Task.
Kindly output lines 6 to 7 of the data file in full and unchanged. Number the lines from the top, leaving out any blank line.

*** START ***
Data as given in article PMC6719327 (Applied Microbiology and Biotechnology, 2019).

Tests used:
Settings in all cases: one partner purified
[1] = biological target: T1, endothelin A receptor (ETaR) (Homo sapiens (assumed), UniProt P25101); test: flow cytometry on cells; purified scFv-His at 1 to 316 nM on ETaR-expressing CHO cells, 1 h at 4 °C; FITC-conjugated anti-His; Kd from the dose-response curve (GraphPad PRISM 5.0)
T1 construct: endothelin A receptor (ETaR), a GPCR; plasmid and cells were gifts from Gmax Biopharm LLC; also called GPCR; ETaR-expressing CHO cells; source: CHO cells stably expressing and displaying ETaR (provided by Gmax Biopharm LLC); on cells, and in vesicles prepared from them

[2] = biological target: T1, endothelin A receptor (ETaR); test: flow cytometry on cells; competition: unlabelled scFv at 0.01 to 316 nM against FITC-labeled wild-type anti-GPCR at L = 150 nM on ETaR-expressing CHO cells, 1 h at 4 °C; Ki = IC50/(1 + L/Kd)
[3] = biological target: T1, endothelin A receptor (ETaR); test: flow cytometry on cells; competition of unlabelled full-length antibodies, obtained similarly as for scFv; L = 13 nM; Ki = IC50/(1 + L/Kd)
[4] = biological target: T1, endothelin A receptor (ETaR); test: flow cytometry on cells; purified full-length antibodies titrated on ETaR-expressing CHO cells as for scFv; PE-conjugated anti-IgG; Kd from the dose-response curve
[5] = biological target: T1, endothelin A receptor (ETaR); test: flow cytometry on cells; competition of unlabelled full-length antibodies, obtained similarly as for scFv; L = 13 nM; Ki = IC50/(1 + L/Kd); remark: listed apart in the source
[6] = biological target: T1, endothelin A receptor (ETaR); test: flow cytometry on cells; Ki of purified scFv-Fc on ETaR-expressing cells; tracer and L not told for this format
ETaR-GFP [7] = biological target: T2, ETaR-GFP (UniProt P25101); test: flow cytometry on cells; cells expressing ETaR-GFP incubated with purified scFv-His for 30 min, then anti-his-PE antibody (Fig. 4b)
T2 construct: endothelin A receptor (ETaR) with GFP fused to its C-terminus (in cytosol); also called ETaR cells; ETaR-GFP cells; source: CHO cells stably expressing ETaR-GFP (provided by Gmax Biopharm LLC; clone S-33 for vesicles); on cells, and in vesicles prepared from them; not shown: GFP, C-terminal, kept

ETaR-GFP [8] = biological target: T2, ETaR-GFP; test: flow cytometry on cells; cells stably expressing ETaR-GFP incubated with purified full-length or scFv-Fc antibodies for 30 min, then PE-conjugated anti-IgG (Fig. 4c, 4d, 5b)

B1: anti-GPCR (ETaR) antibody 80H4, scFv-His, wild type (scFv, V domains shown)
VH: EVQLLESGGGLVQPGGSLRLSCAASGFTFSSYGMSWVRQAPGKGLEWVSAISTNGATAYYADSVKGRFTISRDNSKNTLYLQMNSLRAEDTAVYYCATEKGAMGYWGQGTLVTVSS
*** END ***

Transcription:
[2] = biological target: T1, endothelin A receptor (ETaR); test: flow cytometry on cells; competition: unlabelled scFv at 0.01 to 316 nM against FITC-labeled wild-type anti-GPCR at L = 150 nM on ETaR-expressing CHO cells, 1 h at 4 °C; Ki = IC50/(1 + L/Kd)
[3] = biological target: T1, endothelin A receptor (ETaR); test: flow cytometry on cells; competition of unlabelled full-length antibodies, obtained similarly as for scFv; L = 13 nM; Ki = IC50/(1 + L/Kd)